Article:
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Problems3

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  • 1. Problems Probability-3
  • 2. :3/4 Probability:   {yellow, blue, green, red} Sample Space:   A spinner has 4 equal sectors colored yellow, blue, green and red. What is the probability of landing on a sector that is not red after spinning this spinner? Question No 1
  • 3. Question No 2:
    • Experiment 2:   A single card is chosen at random from a standard deck of 52 playing cards. What is the probability of choosing a card that is not a king?
    • 12/13
  • 4. Question no 3
    •    A single 6-sided die is rolled. What is the probability of rolling a number that is not 4?
    • 5/6
  • 5. Question No 4
    • A single card is chosen at random from a standard deck of 52 playing cards. What is the probability of choosing a card that is a club?
    • 13/52
  • 6. Question no 5
    • A coin is tossed and a single 6-sided die is rolled. Find the probability of landing on the head side of the coin and rolling a 3 on the die
    • 1/12
  • 7. Question no 6
    • A card is chosen at random from a deck of 52 cards. It is then replaced and a second card is chosen. What is the probability of choosing a jack and an eight?
    •    1  
    • 169
      
  • 8. Addition Rule
    • The addition rule is a result used to determine the probability that event A or event B occurs or both occur.
    • Non mutually exclusive
    • The result is often written as follows, using set notation:
    • Where P(A) = probability that event A occurs
    • P(B) = probability that event B occurs
    • = probability that event A or event B occurs
    • = probability that event A and event B both occur
    • For mutually exclusive events , that is events which cannot occur together:
    • = 0
  • 9. Addition Rule Contd….
    • The addition rule therefore reduces to
    • = P(A) + P(B)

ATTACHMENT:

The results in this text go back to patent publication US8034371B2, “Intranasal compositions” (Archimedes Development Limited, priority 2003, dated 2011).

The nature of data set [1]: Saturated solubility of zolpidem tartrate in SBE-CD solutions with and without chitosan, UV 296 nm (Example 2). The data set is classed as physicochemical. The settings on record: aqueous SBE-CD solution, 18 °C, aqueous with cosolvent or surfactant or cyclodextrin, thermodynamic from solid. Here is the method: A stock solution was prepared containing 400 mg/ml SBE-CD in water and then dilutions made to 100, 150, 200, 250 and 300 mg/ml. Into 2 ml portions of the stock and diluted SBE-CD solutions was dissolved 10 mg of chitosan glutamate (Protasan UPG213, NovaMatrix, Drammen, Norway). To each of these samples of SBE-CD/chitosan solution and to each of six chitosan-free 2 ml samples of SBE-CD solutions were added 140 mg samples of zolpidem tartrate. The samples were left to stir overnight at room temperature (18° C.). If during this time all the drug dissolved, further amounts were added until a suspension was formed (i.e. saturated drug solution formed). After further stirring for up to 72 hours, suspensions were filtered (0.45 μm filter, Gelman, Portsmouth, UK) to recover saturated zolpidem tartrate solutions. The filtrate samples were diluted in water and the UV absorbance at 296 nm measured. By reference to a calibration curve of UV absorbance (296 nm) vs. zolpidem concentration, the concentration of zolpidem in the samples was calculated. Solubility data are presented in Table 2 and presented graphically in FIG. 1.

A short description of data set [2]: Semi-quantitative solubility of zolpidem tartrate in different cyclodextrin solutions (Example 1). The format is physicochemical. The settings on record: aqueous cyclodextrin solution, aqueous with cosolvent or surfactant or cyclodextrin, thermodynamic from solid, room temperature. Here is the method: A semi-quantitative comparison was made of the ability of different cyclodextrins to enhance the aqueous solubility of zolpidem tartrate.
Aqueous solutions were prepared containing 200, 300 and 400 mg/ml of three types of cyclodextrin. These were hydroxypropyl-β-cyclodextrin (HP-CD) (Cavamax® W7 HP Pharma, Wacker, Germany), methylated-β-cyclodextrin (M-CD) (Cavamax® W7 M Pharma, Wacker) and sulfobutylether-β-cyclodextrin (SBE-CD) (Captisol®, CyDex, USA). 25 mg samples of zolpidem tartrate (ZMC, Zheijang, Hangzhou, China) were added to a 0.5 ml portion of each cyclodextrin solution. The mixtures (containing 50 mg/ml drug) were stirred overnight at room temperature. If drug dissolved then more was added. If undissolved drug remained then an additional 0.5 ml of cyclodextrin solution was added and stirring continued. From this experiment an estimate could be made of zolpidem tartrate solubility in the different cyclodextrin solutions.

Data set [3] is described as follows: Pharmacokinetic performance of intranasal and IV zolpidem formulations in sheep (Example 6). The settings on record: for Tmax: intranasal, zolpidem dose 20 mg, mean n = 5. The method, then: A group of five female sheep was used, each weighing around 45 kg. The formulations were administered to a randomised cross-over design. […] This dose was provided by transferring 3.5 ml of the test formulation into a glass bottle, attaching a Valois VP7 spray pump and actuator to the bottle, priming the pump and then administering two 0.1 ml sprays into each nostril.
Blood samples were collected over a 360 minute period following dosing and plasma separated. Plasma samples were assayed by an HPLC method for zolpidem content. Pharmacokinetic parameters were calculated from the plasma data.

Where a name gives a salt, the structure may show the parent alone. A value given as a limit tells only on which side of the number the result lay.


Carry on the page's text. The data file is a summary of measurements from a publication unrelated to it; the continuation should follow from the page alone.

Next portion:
• For independent events , that is events which have no influence on each other
    The addition rule therefore reduces to
  • 10. Multiplication Rule
    • The multiplication rule is a result used to determine the probability that two events, A and B, both occur.
    • The multiplication rule follows from the definition of conditional probability.
    • The result is often written as follows, using set notation:
    • where: P(A) = probability that event A occurs
    • P(B) = probability that event B occurs
    • = probability that event A and event B occur
    • P(A | B) = the conditional probability that event A occurs given that event B has occurred already
    • P(B | A) = the conditional probability that event B occurs given that event A has occurred already
    • For independent events, that is events which have no influence on one another, the rule simplifies to
    • :That is, the probability of the joint events A and B is equal to the product of the individual probabilities for the two events.
  • 11.
    • Statistical Independence
    • When the occurrence of one event does not affect and is not affected by the probability of occurrence of any other event
    • Probabilities under statistical independence –
    • Marginal Probability
    • Joint probability
    • Conditional Probability
  • 12. Marginal Probability
    • Refers one and only one event
  • 13. Joint Probability
    • The Probability of two or more independent events occur together or in succession is called joint probability
    • P(AB)=P(A  B)=P(A)*P(B)
  • 14. Conditional Probability
    • For statistically independent events A and B the conditional probability denoted by P(A/B) of event A given that B has already occurred is simply the probability of event A
    • P(A/B)=P(A)
    • Like that
    • P(B/A)=P(B)
  • 15. Statistical Dependence events
    • Marginal Probability
    • Same like statistical Independence
    • P(A)= P(A  B)+ P(A  B)
    • P(B)= P(A  B)+ P(A  B)
  • 16. Joint Probability
    • Dependent Events
    • P(A and B) ≠P (A  B) ≠ P(A  )*P(B)
    • P(A) ≠ P(A/B) and P(B) ≠ P(B/A)
    • The Probability of two or more dependent events occur together or in succession is called joint probability
    • P(A  B)=P(A)*P(B/A)
    • P(A  B)=P(B)*P(A/B)
  • 17. Conditional Probability
    • P(A  B)
    • P(A/B) =
    • P(B)
    • Gives Conditional Probability of B given that the event A has occurred
  • 18. Baye’s Theorem
    • Suppose an event has happened as a result of several causes . Then we are interested to find out the probability of a particular cause which really affected the event to happen. Problems of this type are called inverse probability . Baye’s theorem is based on inverse probability

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